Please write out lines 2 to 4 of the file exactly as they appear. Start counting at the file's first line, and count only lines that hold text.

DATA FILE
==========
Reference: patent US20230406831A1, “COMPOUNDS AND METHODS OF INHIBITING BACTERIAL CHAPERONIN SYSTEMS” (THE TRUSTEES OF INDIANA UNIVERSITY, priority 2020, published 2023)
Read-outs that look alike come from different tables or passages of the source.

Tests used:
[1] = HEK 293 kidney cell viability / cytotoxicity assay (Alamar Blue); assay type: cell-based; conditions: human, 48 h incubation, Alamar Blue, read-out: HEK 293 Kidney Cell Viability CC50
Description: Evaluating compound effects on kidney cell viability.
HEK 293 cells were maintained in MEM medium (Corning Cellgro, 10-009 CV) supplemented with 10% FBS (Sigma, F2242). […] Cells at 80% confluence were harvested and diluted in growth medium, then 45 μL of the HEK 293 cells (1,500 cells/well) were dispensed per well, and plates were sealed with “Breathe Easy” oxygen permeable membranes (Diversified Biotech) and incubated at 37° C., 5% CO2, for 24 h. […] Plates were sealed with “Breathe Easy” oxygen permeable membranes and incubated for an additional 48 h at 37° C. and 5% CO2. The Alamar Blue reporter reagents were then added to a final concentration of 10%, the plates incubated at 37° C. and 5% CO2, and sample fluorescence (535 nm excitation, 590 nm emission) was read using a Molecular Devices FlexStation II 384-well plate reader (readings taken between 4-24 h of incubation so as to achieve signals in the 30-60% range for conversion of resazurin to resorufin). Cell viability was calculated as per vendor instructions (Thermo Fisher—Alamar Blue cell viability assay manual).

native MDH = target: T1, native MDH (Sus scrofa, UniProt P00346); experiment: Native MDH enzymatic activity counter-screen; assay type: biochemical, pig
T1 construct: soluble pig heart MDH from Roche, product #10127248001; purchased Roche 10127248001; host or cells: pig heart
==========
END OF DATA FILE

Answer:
Read-outs that look alike come from different tables or passages of the source.

Tests used:
[1] = HEK 293 kidney cell viability / cytotoxicity assay (Alamar Blue); assay type: cell-based; conditions: human, 48 h incubation, Alamar Blue, read-out: HEK 293 Kidney Cell Viability CC50